Wednesday, 18 August 2010
Review: Restoring Harmony by Joelle Anthony
The year is 2041, and sixteen-year-old Molly McClure has lived a relatively quiet life on an isolated farming island in Canada, but when her family fears the worst may have happened to her grandparents in the US, Molly must brave the dangerous, chaotic world left after global economic collapse—one of massive oil shortages, rampant crime, and abandoned cities.
Let me start by saying how much I love the word Dystopian; isn't it wonderful. It conjures up all these images of a post apocalyptic world even before you start the story.
Written in 1st person narrative; Molly is a wonderfully caring 16 year old, raised in a fashion of a by-gone era where families worked and played together, having a caring family is valued higher than possessions. As a result of this upbringing Molly appeared a bit naive and innocent to the other side of society when she first starts her journey. We soon discover that although Molly is naive to the ways of this particular world (for I felt as if her home was in fact a different world), she possess a wonderful strength of character and determination. Her openness draws people to her and she has a fabulously loving nature that rubs off on the people around her.
The writing is wonderfully descriptive, making the whole reality easy to recreate within the imagination. The musical descriptions felt as if they were reverberating from the pages (if you look at the trailer you can understand why I wish I had watched it before reading the book). Although not a gardener myself, I could fully appreciate the description and how tactile it felt. The description of Molly trying to walk in high heels had me in stitches.
The story is set in a future following a global economic collapse. *ponders, sounds familiar* The whole premise was so topical and thought provoking, plus quite frankly terrifying with the current state of the economy. I found the whole economics angle within the narrative surprisingly easy to relate to, it was like reading Economics for Dummies as I am not that hot on Economics. It was really interesting and helpful in understanding how the system works. For example, it showed how as a population we tend to put value on a small amount of things. Greater value is placed on possessions and shows of wealth rather than being content with having what you need. It also showed how a chain reaction can quickly occur, something I personally had not considered: unable to eat beef = collapse of fast food industry = mass unemployment. Paving the way for Organised Crime Syndicates to take over, the black market taking on a wider meaning. There is even a reference to Prohibition within the narrative and that is exactly the image I had in my head while I was reading the book. Making the divide between rich and poor even greater.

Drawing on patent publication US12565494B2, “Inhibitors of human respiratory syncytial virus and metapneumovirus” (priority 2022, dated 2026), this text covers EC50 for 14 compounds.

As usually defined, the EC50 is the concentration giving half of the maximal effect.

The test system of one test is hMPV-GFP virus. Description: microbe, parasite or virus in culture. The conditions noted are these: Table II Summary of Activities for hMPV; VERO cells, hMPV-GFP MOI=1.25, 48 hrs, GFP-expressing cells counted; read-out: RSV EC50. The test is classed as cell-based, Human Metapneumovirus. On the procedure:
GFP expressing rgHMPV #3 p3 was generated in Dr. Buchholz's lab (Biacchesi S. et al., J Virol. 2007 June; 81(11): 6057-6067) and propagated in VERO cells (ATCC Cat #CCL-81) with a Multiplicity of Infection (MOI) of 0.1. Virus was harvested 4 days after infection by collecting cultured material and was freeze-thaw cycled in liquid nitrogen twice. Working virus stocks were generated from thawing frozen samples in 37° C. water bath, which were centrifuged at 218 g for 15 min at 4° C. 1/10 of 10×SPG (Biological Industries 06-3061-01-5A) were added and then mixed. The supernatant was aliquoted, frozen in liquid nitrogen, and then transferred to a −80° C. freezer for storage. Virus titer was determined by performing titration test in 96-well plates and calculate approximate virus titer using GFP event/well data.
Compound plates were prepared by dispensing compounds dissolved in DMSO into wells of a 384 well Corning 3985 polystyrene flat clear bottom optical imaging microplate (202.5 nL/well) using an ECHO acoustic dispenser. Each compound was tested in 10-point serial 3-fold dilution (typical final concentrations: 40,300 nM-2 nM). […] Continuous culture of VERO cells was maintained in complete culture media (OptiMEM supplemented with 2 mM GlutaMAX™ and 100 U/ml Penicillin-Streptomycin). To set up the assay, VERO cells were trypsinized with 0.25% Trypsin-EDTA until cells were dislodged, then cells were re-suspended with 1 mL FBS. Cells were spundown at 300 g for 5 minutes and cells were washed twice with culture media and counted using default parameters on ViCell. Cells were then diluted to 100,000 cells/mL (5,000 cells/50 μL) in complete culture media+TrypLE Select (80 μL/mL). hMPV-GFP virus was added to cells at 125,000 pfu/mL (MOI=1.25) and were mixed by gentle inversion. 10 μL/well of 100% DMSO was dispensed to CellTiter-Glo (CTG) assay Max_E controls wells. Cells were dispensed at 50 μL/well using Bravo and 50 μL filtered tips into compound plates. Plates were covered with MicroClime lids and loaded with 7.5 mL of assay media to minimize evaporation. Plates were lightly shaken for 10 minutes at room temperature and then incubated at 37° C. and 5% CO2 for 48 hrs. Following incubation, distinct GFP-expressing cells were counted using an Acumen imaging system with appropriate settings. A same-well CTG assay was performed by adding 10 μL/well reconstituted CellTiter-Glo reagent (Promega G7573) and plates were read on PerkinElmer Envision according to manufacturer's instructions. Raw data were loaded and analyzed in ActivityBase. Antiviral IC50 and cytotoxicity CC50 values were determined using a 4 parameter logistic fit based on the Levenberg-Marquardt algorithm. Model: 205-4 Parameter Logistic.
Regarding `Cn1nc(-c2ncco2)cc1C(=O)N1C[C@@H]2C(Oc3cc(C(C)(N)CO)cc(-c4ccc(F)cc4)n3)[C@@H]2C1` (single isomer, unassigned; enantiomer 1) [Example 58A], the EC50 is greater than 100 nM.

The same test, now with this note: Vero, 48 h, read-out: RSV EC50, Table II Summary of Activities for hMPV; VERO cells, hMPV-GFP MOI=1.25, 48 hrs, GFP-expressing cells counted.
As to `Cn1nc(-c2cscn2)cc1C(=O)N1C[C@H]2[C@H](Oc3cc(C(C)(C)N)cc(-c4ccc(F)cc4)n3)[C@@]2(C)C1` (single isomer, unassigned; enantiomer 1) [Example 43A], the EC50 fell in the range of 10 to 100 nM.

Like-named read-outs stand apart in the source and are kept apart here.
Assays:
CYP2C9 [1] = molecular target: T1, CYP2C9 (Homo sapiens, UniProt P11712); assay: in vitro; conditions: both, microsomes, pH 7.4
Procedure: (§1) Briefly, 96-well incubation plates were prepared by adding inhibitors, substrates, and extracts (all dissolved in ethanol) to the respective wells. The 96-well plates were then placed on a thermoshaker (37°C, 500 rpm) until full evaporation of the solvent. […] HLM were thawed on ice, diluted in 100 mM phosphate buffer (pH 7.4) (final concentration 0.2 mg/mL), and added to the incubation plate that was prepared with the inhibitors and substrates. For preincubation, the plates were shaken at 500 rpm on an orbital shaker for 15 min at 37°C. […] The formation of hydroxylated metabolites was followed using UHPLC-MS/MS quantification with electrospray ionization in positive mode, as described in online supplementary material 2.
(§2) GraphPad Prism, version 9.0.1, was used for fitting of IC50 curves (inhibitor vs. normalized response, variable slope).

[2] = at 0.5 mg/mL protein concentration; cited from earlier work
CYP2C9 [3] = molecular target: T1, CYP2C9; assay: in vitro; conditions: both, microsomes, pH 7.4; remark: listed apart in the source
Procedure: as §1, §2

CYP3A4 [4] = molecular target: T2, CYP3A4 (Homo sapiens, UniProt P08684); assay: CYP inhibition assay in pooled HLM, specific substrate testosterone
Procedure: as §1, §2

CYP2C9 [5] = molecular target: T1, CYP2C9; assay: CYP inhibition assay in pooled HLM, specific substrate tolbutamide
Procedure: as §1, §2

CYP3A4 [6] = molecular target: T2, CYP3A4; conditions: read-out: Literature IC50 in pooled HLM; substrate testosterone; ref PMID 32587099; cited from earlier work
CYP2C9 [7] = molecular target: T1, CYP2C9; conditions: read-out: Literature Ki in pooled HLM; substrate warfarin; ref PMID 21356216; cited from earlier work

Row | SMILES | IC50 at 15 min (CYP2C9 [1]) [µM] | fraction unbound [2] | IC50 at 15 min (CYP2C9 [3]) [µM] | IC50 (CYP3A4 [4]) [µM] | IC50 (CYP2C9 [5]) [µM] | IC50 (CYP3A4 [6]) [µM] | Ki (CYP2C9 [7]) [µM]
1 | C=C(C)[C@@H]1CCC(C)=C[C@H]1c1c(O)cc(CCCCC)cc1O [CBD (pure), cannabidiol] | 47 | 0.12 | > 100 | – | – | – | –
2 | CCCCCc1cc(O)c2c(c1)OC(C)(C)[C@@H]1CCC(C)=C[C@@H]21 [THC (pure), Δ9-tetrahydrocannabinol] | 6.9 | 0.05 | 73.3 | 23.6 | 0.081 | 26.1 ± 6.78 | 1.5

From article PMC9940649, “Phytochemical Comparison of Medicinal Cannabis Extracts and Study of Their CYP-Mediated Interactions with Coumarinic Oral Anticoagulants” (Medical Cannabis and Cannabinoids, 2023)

As you know I like the bad boys, so the introduction of Spill had me hook, line and sinker. A bad boy trying to be good, to get out of the life he has been forced to live. The budding romance/friendship between Molly and Spill was really cute and added an extra element to the plot.
This story really made me think about how as a population we need to readdress our values. To sustain society we need to go back to old values of putting family first and only having the things we actually need rather than getting into debt to have things that would be of little or no value in the future. It showed how much we take our resources for granted. At the moment it is easy to travel the world, how often have you heard the comment it is a small world; in reality it isn't. We have been fortunate to have the technology and resources with which we can travel but we need to keep in mind that without them this type of travel would not be possible. I especially liked that the story was not all doom and despair, it had an optimistic edge to it with a good dose of hope at the end. Making it a terrific topical, thought provoking read with a heart warming delivery.
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